Tuesday, February 10, 2009

Clearing Up A Misconception

I'd like to write a new post about this, since the comment I'm about to write about is buried way back on my original post breaking down the House Stimulus Bill.

I received a comment there that reads as follows:

The weakness of your analysis is that you are setting out to prove a point -- thus you study the information, not to discern the real results of the spending (which are hardly to be seen as an investment with a defined return in income), but to show a conclusion that you had arrived at prior to the investigation.

While I may share similar opinions, I do not let them influence my
study of the data.

This comment is a misinterpretation of my mission with these posts regarding the stimulus, which has been to vet information at a level of detail that few have chosen to undertake, and to present that data at some kind of readily digestible level of summary breakdown.

While I have made commentary on what I feel to be wasteful or unnecessary, I do not believe I have inaccurately broken down the data for the purpose of proving a point, rather my points have grown out of my analysis of the data.

I made my original spreadsheet of the information contained in the stimulus bill simply with an eye at providing an easier way to read the information.

From there however, as I started to find items like money set aside for ACORN, money set aside for researching the climate, and started to recognize the vast amount of money set aside for government salaries and expenses, all specifically labeled as such, I felt the need to provide the breakdowns that I have.

I have yet to be challenged on my particular allocations of funds to certain categories, despite, as of right now 579 total downloads of the spreadsheets I have provided. I certainly welcome any debate as to whether you feel I've misallocated anything, however. I'm not Al Gore. Anything I say is open to debate.

As to the challenge that I have not examined the data to see the real results of the spending, this is again incorrect.

This bill is being sold expressly as a necessary stimulus to the economy, and is being forcefully pushed as an absolutely urgent necessity. Therefore, my examination has been to look at what items would provide stimulus to the economy in the shortest manner. I made this more clear in my breakdown of the Senate Stimulus, wherein I even allocated items like the government hybrid cars and the TSA baggage check equipment to the stimulative column.

My breakdowns are time-functional, in that I felt the most stimulative items would begin letting money flow into the economy within 12 months from the bill's signing, while with the potentially stimulative column, I felt that the money would take over a year to get there, but would still likely get there. Government money allocated for the purpose of increasing the size of government programs, without sending money directly into the economy were allocated as growing government programs.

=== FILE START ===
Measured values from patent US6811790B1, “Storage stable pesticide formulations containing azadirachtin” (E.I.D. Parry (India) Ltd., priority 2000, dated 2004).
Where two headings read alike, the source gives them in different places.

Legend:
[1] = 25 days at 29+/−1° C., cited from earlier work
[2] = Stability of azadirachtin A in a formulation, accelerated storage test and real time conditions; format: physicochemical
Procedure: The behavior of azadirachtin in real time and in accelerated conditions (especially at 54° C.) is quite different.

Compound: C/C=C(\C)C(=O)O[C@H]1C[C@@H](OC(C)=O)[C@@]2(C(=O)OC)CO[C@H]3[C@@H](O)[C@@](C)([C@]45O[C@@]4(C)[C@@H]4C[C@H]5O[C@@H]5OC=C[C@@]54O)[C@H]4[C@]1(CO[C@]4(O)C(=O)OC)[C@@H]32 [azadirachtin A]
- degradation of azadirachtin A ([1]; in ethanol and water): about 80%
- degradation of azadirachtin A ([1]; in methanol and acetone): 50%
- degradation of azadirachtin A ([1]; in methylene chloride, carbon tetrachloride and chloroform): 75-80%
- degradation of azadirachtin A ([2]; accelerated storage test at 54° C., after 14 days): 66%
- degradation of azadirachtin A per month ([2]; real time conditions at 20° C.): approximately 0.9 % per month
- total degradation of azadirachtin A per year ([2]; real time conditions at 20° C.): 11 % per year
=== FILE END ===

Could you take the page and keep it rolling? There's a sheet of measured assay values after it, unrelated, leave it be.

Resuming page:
As a final point to the commenter, I do, in fact believe that this government spending absolutely should have a defined return on the investment calculated for every item, whether it be a financial return or a social return. These cost-benefit analyses are supposed to be the bedrock that bills like this are built on. Instead we are given no such analysis for anything at all.

While I have been against the necessity of this stimulus altogether, since I feel it is a terrible piece of legislation, I did not set out to manipulate data to prove a point. I meant to convey information in some kind of discernable summary breakdown, and then to allow the discussion to spread from there. This is why I made my spreadsheets available to anyone, and I hope my information has thus far proved to be useful.


  1. Your information has been very useful. I was actually surprised how graciously you lumped a lot of what I would call wasteful spending into stimulating spending. I see no bias in your analysis.

    Another interesting aspect that might be worth looking into would be the source of the money that our government plans on spending on our behalf. Who are we going to borrow this money from? Will there be a deferred tax increase once the economy recovers to pay back that debt? I don't believe many people have thought this far ahead yet, or I would have to believe nobody really cares.

  2. Thanks. No doubt I did that grudgingly, too. But call a spade a spade. $600 million of cars at, say, $20,000 a pop is still 30,000 cars and fast.

    Your latter question is something I'm researching right now, after hearing several radio interviews in the past week or so with Congressman Mark Kirk on that very subject.